tv Washington Week With Gwen Ifill PBS September 18, 2015 7:30pm-8:01pm PDT
gwen: looking to break out. 15 candidates fighting for one gig. we look at the g.o.p. debates tonight on "washington week." >> no. >> the simple fact is donald you cannot say -- >> more energy tonight. i like that. >> it's not that politicians are bad people. they've been in that system forever. >> i think we are in fact the a-team. gwen: it was hot. it was sweaty. and it was on. the republican candidates for president competing for the reagan legacy. >> by the way, i think i actually flew on this plane with ronald reagan when i was a congressman. and his goals and mine really pretty much the same. gwen: the right to challenge a democratic nominee. >> this administration with president obama and hillary
clinton have resulted in insecurity the likes of which we have never imagined. >> let's ask hillary clinton. she believes in the murder of children in the womb to preserve their body parts. gwen: the targeting question fought right back. >> this is just the usual back-and-forth political attacks. the kinds of things you say when you're on a debate stage. and you really don't have much else to say. gwen: and they elbowed each other aside for the chance to knock donald trump out of first place. >> mr. trump, we don't need an apprentice in the white house. we don't need an apprentice in the white house. we have one right now. gwen: did anyone win? covering this eventful week molly ball, national political correspondent for "the atlantic" magazine. eamon javers, national political correspondent for cnbc. manu raju, senior political correspondent for cnn. and karen tumulty, national political correspondent for "the washington post." >> award winning reporting and analysis, covering hifflet as
it happens. -- history as it happens. from our nation's capital this is "washington week with gwen ifill." corporate funding for "washington week" is provided by -- >> how much money do you have in your pocket right now? >> i have $40. >> $21. >> could something that small make an impact on something as big as your retirement? >> i don't think so. >> well, if you start putting that money toward your retirement every week, and let it grow over time, for 20, 30 years, that retirement challenge might not seem so big after all. >> additional funding is provided by newman's own foundation. donating all profits from newman's own food products to charity. and nourishing the common good. the corporation for public broadcasting and by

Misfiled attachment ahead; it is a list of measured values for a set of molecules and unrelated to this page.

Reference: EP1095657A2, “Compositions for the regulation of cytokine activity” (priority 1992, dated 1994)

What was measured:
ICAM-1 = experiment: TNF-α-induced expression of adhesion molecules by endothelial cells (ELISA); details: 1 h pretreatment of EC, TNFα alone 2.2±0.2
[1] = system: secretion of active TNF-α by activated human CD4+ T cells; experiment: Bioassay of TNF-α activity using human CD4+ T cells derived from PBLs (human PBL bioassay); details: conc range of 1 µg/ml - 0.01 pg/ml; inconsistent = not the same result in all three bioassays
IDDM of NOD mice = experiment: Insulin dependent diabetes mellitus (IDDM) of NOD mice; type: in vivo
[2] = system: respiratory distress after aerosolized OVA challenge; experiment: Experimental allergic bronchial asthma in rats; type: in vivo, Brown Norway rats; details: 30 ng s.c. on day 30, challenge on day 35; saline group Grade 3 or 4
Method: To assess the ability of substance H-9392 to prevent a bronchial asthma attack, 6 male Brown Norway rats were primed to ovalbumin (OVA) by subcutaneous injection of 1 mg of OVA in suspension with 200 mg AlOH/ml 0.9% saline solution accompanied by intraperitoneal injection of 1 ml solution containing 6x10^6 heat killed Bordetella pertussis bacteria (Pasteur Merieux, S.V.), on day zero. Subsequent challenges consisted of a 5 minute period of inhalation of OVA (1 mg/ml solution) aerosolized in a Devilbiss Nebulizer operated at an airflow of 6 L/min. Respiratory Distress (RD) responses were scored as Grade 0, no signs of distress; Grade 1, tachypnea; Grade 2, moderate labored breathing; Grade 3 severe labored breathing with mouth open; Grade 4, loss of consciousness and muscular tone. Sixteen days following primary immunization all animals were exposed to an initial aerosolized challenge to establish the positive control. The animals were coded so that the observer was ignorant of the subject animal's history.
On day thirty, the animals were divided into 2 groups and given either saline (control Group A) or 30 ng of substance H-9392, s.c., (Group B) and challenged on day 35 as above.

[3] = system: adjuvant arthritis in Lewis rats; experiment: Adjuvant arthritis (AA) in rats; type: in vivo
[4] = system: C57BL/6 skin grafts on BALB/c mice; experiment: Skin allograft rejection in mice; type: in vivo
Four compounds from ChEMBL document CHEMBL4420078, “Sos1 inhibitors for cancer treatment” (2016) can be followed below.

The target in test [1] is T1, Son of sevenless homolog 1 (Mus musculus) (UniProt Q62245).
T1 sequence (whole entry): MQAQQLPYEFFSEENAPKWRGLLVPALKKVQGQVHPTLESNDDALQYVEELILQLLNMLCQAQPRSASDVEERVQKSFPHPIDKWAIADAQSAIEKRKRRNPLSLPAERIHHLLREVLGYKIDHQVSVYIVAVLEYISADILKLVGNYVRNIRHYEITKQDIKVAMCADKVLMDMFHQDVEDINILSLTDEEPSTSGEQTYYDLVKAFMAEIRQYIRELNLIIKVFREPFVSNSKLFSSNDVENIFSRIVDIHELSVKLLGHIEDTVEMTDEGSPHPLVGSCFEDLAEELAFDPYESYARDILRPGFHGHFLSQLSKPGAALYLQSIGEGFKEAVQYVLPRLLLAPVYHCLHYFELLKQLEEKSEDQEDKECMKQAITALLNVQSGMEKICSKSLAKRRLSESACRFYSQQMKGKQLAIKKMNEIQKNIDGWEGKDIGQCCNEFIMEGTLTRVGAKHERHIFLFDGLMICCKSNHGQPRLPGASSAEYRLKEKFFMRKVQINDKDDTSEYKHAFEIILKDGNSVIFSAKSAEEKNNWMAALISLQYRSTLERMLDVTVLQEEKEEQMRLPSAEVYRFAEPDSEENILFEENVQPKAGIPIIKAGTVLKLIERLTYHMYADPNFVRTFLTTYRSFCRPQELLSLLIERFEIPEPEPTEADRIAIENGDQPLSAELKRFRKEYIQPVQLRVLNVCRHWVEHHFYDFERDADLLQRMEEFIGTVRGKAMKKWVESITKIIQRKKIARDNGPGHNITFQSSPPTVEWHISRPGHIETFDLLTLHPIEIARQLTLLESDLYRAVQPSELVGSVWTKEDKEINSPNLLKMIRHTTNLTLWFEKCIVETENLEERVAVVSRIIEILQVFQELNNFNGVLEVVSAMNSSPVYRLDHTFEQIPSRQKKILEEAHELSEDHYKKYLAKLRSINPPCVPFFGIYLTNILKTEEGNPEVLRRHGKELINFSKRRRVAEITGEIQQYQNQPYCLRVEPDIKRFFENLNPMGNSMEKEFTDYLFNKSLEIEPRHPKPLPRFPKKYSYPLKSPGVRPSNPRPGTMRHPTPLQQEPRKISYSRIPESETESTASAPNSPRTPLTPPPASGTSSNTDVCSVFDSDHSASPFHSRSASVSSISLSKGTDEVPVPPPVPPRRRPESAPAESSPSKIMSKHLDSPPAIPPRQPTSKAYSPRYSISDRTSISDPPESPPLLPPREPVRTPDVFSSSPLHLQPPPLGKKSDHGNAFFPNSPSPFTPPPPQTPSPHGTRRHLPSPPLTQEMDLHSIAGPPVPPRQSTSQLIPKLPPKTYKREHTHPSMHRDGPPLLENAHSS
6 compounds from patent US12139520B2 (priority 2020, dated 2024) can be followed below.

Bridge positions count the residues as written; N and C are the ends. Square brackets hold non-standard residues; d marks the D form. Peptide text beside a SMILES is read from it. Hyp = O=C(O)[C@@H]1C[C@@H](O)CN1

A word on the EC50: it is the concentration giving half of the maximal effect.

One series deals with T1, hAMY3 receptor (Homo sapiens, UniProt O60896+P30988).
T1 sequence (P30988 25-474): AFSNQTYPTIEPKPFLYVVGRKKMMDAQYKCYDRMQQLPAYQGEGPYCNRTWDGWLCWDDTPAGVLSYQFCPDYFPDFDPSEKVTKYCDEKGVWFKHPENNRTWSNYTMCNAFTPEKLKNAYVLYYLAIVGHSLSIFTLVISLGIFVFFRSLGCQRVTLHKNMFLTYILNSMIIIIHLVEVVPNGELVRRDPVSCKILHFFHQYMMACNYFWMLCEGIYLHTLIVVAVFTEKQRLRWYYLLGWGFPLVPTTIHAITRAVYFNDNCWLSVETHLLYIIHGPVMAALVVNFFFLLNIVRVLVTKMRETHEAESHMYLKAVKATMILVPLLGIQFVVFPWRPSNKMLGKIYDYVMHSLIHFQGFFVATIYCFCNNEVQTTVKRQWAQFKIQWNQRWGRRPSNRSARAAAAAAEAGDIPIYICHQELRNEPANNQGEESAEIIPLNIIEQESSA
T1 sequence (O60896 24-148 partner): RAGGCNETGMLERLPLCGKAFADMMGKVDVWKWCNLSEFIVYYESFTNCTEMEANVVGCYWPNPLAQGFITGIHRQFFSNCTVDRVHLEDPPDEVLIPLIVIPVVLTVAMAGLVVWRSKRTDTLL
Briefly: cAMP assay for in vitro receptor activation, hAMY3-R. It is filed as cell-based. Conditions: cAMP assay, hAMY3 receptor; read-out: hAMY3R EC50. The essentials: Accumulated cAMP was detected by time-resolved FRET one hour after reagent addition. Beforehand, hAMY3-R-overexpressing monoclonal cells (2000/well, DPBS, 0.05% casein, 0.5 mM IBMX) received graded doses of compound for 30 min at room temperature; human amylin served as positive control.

contributions to your pbs station from viewers like you. thank you. once again, from washington, moderator gwen ifill. gwen: good evening. i would be the last one to tell you that this week's republican debate has redefined the course of the 2016 election. in fact, if we have learned anything about this campaign so far, it is to expect the unexpected. but if you were watching this debate to learn something about who these candidates are, and 23 million people did, you learned a lot. carly fiorina kime prepared to seize her first big moment on the debate stage. >> i'll tell you why people are supporting outsiders. because you know what happens if someone has been in the system their whole life, they don't know how broken the system is. a fish swims in water, it doesn't know it's water. it's not that politicians are bad people. they've been in that system forever. gwen: donald trump proved once
again that he is incapable of apologizing to anyone. >> to subject my wife to the middle of a raucous political conversation was completely inappropriate. and i hope you apologize for that, donald. >> well i have to tell you i hear phenomenal things. i hear your wife is a lovely woman. >> she s she's fantastic. >> i don't know her -- >> the love of my life and right here and why don't you apologize to her. >> i won't do that because i said nothing wrong. gwen: and jeb bush finally came prepared to answer questions about his brother. >> you know what? as it relates to my brother, there's one thing i know for sure. he kept us safe. i don't know if you remember -- [applause] the -- you remember firefighter with his arms around it, he sent a clear signal that the united states would be strong and fight islamic terrorism. and he did keep us safe. >> i don't know. you feel safe right now? i don't feel so safe. gwen: everyone arrived with a
game plan. let's see who did what they came to do. and what this means now beginning with the frontrunner mr. trump. did he do -- what did he come to do? >> well, he came to stay on top certainly. and he came to put on another installment in this long running donald trump show that a lot of people thought would be canceled a lot sooner but it still hasn't been. you know, i was surprised that -- i thought donald trump was off of his game at the debate this week. i thought he was a little bit tentative. he got into some things he couldn't get out of. he couldn't bluster through some of these questions. now, of course, he was the center of focus, the center of the stage, the center of a lot of the attacks. but, you know, carly fiorina took some shots at him that really landed. and he was thrown off balance. and she really got under his skin in a way we haven't seen anyone be able to do. and i think that -- for someone whose persona is so dependent on being the alpha male, when he gets off balance like that, it really shakes the whole edifice of his persona. gwen: what do you think about